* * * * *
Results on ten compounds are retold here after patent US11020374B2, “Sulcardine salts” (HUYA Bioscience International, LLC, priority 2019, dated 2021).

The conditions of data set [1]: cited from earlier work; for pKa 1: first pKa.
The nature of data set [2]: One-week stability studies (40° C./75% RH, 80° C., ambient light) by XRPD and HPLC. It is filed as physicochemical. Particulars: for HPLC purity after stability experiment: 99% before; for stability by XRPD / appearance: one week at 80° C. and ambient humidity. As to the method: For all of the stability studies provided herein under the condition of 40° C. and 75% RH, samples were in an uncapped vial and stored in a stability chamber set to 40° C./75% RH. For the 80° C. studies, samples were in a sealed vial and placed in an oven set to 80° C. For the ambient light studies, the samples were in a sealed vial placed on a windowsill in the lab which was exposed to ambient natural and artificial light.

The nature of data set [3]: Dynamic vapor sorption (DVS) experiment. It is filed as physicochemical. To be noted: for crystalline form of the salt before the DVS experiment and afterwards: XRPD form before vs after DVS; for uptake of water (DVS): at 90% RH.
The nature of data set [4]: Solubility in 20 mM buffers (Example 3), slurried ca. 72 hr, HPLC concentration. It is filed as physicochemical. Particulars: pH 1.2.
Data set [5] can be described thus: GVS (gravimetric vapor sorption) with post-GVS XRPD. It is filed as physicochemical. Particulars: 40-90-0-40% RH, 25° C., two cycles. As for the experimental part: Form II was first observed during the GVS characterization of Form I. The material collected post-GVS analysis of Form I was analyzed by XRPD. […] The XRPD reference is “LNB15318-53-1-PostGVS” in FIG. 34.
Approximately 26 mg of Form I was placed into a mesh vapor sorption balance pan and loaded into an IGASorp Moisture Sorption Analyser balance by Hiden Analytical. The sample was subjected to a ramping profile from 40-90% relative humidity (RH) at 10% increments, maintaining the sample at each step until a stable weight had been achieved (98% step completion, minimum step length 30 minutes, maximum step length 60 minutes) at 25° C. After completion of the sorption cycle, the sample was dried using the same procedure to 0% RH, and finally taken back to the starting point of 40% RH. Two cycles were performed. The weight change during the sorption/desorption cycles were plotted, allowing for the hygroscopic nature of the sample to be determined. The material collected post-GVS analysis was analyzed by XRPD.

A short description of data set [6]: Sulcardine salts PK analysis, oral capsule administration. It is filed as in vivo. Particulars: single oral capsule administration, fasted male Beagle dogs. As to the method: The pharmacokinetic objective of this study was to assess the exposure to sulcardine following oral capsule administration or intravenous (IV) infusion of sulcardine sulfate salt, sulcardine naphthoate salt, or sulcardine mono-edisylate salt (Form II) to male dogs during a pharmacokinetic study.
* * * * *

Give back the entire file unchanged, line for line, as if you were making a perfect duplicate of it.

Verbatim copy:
Results on ten compounds are retold here after patent US11020374B2, “Sulcardine salts” (HUYA Bioscience International, LLC, priority 2019, dated 2021).

The conditions of data set [1]: cited from earlier work; for pKa 1: first pKa.
The nature of data set [2]: One-week stability studies (40° C./75% RH, 80° C., ambient light) by XRPD and HPLC. It is filed as physicochemical. Particulars: for HPLC purity after stability experiment: 99% before; for stability by XRPD / appearance: one week at 80° C. and ambient humidity. As to the method: For all of the stability studies provided herein under the condition of 40° C. and 75% RH, samples were in an uncapped vial and stored in a stability chamber set to 40° C./75% RH. For the 80° C. studies, samples were in a sealed vial and placed in an oven set to 80° C. For the ambient light studies, the samples were in a sealed vial placed on a windowsill in the lab which was exposed to ambient natural and artificial light.

The nature of data set [3]: Dynamic vapor sorption (DVS) experiment. It is filed as physicochemical. To be noted: for crystalline form of the salt before the DVS experiment and afterwards: XRPD form before vs after DVS; for uptake of water (DVS): at 90% RH.
The nature of data set [4]: Solubility in 20 mM buffers (Example 3), slurried ca. 72 hr, HPLC concentration. It is filed as physicochemical. Particulars: pH 1.2.
Data set [5] can be described thus: GVS (gravimetric vapor sorption) with post-GVS XRPD. It is filed as physicochemical. Particulars: 40-90-0-40% RH, 25° C., two cycles. As for the experimental part: Form II was first observed during the GVS characterization of Form I. The material collected post-GVS analysis of Form I was analyzed by XRPD. […] The XRPD reference is “LNB15318-53-1-PostGVS” in FIG. 34.
Approximately 26 mg of Form I was placed into a mesh vapor sorption balance pan and loaded into an IGASorp Moisture Sorption Analyser balance by Hiden Analytical. The sample was subjected to a ramping profile from 40-90% relative humidity (RH) at 10% increments, maintaining the sample at each step until a stable weight had been achieved (98% step completion, minimum step length 30 minutes, maximum step length 60 minutes) at 25° C. After completion of the sorption cycle, the sample was dried using the same procedure to 0% RH, and finally taken back to the starting point of 40% RH. Two cycles were performed. The weight change during the sorption/desorption cycles were plotted, allowing for the hygroscopic nature of the sample to be determined. The material collected post-GVS analysis was analyzed by XRPD.

A short description of data set [6]: Sulcardine salts PK analysis, oral capsule administration. It is filed as in vivo. Particulars: single oral capsule administration, fasted male Beagle dogs. As to the method: The pharmacokinetic objective of this study was to assess the exposure to sulcardine following oral capsule administration or intravenous (IV) infusion of sulcardine sulfate salt, sulcardine naphthoate salt, or sulcardine mono-edisylate salt (Form II) to male dogs during a pharmacokinetic study.